news

Novel method of labelling DNA bases developed for sequencing

Using electrochemical detection and redox labels, researchers have created a new, faster method to sequence DNA.

DNA sequencing

A research team has developed a novel method for labelling DNA, which in the future could be used for sequencing DNA by means of electrochemical detection. The technique was created at the Czech Academy of Sciences (IOCB Prague), Charles University, both Czech Republic, and Universitat Rovira i Virgili (URV), Spain. 

The team explain that the genetic information carried within a DNA molecule is determined by the order of its nucleotides. Despite great progress in recent years, current DNA sequencing methods, typically based on fluorescent labelling, are still time-consuming and relatively expensive techniques, so have some limitations. Therefore, scientists are intensively searching for new approaches to simplify and accelerate sequencing.

One promising approach is the use of electrochemical detection and so-called redox labels, which are compounds that can be oxidised or reduced on electrodes.

In their study, the team succeeded in designing and synthesising artificial nucleotides with special attached redox labels that can be oxidised on a gold or carbon electrode at a specific potential to produce a measurable and analytically useful signal. These labels are carboranes, cage structures composed of boron and carbon atoms, into which other metal atoms can be incorporated, such as iron or cobalt, affecting their resulting electrochemical properties.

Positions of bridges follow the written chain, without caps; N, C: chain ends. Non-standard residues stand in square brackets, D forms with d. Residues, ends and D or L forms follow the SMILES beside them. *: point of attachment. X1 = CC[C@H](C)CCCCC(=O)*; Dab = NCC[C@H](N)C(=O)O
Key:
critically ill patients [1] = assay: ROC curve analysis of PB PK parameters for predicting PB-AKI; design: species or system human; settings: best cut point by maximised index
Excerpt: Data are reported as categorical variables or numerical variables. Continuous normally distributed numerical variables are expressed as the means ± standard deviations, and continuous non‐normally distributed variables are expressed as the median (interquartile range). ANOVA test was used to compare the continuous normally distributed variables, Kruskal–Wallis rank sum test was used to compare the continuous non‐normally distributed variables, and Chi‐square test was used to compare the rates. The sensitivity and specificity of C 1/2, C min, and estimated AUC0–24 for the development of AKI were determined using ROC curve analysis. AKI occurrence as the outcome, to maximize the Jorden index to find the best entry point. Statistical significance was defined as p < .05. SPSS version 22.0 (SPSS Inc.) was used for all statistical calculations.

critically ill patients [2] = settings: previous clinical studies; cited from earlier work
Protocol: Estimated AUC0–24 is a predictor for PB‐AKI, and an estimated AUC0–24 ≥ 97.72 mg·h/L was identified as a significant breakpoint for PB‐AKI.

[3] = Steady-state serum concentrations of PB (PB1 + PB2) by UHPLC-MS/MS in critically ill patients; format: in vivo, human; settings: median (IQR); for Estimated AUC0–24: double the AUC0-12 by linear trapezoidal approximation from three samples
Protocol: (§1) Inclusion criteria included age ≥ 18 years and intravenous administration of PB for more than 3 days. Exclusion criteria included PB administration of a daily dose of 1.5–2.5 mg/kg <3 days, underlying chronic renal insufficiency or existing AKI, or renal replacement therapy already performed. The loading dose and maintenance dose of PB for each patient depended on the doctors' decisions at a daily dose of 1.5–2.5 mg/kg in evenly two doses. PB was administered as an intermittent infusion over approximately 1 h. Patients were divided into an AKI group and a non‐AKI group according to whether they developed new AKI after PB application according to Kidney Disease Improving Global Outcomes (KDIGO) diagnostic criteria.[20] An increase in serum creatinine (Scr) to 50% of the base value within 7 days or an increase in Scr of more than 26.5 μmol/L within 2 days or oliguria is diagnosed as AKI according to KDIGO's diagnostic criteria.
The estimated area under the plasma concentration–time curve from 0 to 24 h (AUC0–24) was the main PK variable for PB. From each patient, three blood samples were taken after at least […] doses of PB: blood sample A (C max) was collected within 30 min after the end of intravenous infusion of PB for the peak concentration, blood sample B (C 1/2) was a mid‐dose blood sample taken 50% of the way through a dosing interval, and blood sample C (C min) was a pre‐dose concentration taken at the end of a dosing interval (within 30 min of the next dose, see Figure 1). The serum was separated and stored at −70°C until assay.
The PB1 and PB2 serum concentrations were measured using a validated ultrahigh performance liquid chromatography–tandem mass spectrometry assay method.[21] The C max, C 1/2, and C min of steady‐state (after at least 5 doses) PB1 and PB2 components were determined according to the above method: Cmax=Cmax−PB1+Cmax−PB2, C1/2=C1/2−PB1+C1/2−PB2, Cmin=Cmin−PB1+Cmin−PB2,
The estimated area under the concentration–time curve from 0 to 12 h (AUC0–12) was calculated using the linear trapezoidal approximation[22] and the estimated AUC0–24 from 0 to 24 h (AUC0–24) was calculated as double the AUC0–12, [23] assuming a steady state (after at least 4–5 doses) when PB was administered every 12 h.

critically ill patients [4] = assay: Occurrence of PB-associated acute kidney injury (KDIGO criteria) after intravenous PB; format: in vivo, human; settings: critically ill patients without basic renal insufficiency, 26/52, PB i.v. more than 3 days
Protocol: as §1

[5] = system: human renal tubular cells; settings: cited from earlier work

The modified nucleotides have been engineered so that the enzyme DNA polymerase, which uses available nucleotide building blocks to build DNA within a cell, can incorporate them into a newly synthesised DNA strand. The researchers prepared a strand of DNA comprising these modified nucleotides, with each of the four types of nucleotide carrying its own unique label allowing for its subsequent identification.

DNA sequencing

Redox coding of DNA nucleobases [credit: IOCB Prague].

Until now, researchers have only managed to label and measure one, at most two, types of redox-labelled nucleotides in a single strand of DNA. As each of the new modified nucleotides carries its own label, which during electrochemical detection gives a specific oxidation signal at varying potentials, the individual types of nucleotides can be distinguished. Moreover, the size of each signal is dependent on the number of copies of the given nucleotide in the DNA, which then makes it possible to quickly determine the relative representation of individual nucleotides in the measured DNA.

The researchers say the newly developed electrochemical coding of DNA bases offers a range of advantages, such as simpler and more affordable instrumentation and faster analysis. The team say the method holds promise for DNA sequencing and diagnostic applications. 

The research is published in the Journal of the American Chemical Society.

Send this to a friend